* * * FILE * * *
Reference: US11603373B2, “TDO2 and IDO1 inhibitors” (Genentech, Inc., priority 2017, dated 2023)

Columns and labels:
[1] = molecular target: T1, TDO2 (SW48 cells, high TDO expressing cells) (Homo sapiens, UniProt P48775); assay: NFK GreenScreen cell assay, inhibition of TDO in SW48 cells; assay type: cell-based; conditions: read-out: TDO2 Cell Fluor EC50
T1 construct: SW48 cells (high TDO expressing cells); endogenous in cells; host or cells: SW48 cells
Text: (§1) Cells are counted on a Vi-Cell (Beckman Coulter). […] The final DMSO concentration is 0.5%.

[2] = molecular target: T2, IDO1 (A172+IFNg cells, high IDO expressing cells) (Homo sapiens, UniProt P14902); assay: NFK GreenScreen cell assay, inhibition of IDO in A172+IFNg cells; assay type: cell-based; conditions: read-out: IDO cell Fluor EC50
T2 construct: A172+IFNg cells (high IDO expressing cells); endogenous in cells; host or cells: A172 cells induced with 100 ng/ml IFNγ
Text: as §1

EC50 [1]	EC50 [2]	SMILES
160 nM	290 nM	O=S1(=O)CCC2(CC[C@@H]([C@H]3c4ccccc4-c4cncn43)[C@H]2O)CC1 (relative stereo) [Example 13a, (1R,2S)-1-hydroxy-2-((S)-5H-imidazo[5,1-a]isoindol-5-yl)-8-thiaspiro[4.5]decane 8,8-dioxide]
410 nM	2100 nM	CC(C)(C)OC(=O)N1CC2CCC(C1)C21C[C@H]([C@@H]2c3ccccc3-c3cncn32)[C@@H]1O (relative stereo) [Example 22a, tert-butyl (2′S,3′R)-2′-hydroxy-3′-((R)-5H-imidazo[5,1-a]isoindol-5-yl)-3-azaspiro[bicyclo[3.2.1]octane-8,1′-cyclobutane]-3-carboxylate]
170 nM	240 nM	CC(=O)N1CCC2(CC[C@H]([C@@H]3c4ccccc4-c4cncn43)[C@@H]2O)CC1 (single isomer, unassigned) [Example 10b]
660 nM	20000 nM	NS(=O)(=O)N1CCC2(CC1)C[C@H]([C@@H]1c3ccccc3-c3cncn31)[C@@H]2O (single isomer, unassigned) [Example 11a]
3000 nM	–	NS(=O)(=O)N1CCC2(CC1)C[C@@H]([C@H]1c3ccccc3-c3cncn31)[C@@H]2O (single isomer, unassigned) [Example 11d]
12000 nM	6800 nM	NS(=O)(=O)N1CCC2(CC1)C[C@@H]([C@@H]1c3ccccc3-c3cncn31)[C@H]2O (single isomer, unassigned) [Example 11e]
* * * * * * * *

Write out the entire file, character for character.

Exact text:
Reference: US11603373B2, “TDO2 and IDO1 inhibitors” (Genentech, Inc., priority 2017, dated 2023)

Columns and labels:
[1] = molecular target: T1, TDO2 (SW48 cells, high TDO expressing cells) (Homo sapiens, UniProt P48775); assay: NFK GreenScreen cell assay, inhibition of TDO in SW48 cells; assay type: cell-based; conditions: read-out: TDO2 Cell Fluor EC50
T1 construct: SW48 cells (high TDO expressing cells); endogenous in cells; host or cells: SW48 cells
Text: (§1) Cells are counted on a Vi-Cell (Beckman Coulter). […] The final DMSO concentration is 0.5%.

[2] = molecular target: T2, IDO1 (A172+IFNg cells, high IDO expressing cells) (Homo sapiens, UniProt P14902); assay: NFK GreenScreen cell assay, inhibition of IDO in A172+IFNg cells; assay type: cell-based; conditions: read-out: IDO cell Fluor EC50
T2 construct: A172+IFNg cells (high IDO expressing cells); endogenous in cells; host or cells: A172 cells induced with 100 ng/ml IFNγ
Text: as §1

EC50 [1]	EC50 [2]	SMILES
160 nM	290 nM	O=S1(=O)CCC2(CC[C@@H]([C@H]3c4ccccc4-c4cncn43)[C@H]2O)CC1 (relative stereo) [Example 13a, (1R,2S)-1-hydroxy-2-((S)-5H-imidazo[5,1-a]isoindol-5-yl)-8-thiaspiro[4.5]decane 8,8-dioxide]
410 nM	2100 nM	CC(C)(C)OC(=O)N1CC2CCC(C1)C21C[C@H]([C@@H]2c3ccccc3-c3cncn32)[C@@H]1O (relative stereo) [Example 22a, tert-butyl (2′S,3′R)-2′-hydroxy-3′-((R)-5H-imidazo[5,1-a]isoindol-5-yl)-3-azaspiro[bicyclo[3.2.1]octane-8,1′-cyclobutane]-3-carboxylate]
170 nM	240 nM	CC(=O)N1CCC2(CC[C@H]([C@@H]3c4ccccc4-c4cncn43)[C@@H]2O)CC1 (single isomer, unassigned) [Example 10b]
660 nM	20000 nM	NS(=O)(=O)N1CCC2(CC1)C[C@H]([C@@H]1c3ccccc3-c3cncn31)[C@@H]2O (single isomer, unassigned) [Example 11a]
3000 nM	–	NS(=O)(=O)N1CCC2(CC1)C[C@@H]([C@H]1c3ccccc3-c3cncn31)[C@@H]2O (single isomer, unassigned) [Example 11d]
12000 nM	6800 nM	NS(=O)(=O)N1CCC2(CC1)C[C@@H]([C@@H]1c3ccccc3-c3cncn31)[C@H]2O (single isomer, unassigned) [Example 11e]